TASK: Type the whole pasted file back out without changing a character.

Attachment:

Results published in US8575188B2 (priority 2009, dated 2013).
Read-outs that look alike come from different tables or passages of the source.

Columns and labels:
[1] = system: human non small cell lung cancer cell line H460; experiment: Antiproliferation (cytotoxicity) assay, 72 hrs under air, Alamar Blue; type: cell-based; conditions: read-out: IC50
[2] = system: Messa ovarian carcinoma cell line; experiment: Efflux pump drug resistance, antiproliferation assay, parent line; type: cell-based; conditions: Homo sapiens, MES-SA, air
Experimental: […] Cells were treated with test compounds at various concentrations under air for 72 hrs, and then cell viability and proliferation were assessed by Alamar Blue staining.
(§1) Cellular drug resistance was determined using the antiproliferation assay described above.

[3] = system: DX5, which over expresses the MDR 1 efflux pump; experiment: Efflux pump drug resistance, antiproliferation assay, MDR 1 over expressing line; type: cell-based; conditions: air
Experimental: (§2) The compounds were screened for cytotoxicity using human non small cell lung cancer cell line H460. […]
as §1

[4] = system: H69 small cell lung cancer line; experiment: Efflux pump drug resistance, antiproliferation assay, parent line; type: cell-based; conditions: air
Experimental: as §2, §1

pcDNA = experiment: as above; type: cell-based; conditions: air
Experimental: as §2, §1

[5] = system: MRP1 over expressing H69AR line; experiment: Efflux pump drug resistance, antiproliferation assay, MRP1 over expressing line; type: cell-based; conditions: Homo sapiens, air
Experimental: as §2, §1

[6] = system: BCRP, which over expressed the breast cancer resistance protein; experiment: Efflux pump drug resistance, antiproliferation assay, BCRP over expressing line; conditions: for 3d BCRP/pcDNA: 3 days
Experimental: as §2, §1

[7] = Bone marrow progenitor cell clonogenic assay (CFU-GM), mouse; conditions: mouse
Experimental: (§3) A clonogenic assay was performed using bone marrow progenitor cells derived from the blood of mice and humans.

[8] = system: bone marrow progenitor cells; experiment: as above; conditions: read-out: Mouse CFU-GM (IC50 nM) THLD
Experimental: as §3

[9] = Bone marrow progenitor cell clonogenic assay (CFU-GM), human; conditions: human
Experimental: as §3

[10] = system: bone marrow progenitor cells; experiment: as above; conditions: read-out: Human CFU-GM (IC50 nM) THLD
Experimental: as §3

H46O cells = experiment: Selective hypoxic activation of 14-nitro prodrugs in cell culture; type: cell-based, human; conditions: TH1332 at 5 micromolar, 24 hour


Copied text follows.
Results published in US8575188B2 (priority 2009, dated 2013).
Read-outs that look alike come from different tables or passages of the source.

Columns and labels:
[1] = system: human non small cell lung cancer cell line H460; experiment: Antiproliferation (cytotoxicity) assay, 72 hrs under air, Alamar Blue; type: cell-based; conditions: read-out: IC50
[2] = system: Messa ovarian carcinoma cell line; experiment: Efflux pump drug resistance, antiproliferation assay, parent line; type: cell-based; conditions: Homo sapiens, MES-SA, air
Experimental: […] Cells were treated with test compounds at various concentrations under air for 72 hrs, and then cell viability and proliferation were assessed by Alamar Blue staining.
(§1) Cellular drug resistance was determined using the antiproliferation assay described above.

[3] = system: DX5, which over expresses the MDR 1 efflux pump; experiment: Efflux pump drug resistance, antiproliferation assay, MDR 1 over expressing line; type: cell-based; conditions: air
Experimental: (§2) The compounds were screened for cytotoxicity using human non small cell lung cancer cell line H460. […]
as §1

[4] = system: H69 small cell lung cancer line; experiment: Efflux pump drug resistance, antiproliferation assay, parent line; type: cell-based; conditions: air
Experimental: as §2, §1

pcDNA = experiment: as above; type: cell-based; conditions: air
Experimental: as §2, §1

[5] = system: MRP1 over expressing H69AR line; experiment: Efflux pump drug resistance, antiproliferation assay, MRP1 over expressing line; type: cell-based; conditions: Homo sapiens, air
Experimental: as §2, §1

[6] = system: BCRP, which over expressed the breast cancer resistance protein; experiment: Efflux pump drug resistance, antiproliferation assay, BCRP over expressing line; conditions: for 3d BCRP/pcDNA: 3 days
Experimental: as §2, §1

[7] = Bone marrow progenitor cell clonogenic assay (CFU-GM), mouse; conditions: mouse
Experimental: (§3) A clonogenic assay was performed using bone marrow progenitor cells derived from the blood of mice and humans.

[8] = system: bone marrow progenitor cells; experiment: as above; conditions: read-out: Mouse CFU-GM (IC50 nM) THLD
Experimental: as §3

[9] = Bone marrow progenitor cell clonogenic assay (CFU-GM), human; conditions: human
Experimental: as §3

[10] = system: bone marrow progenitor cells; experiment: as above; conditions: read-out: Human CFU-GM (IC50 nM) THLD
Experimental: as §3

H46O cells = experiment: Selective hypoxic activation of 14-nitro prodrugs in cell culture; type: cell-based, human; conditions: TH1332 at 5 micromolar, 24 hour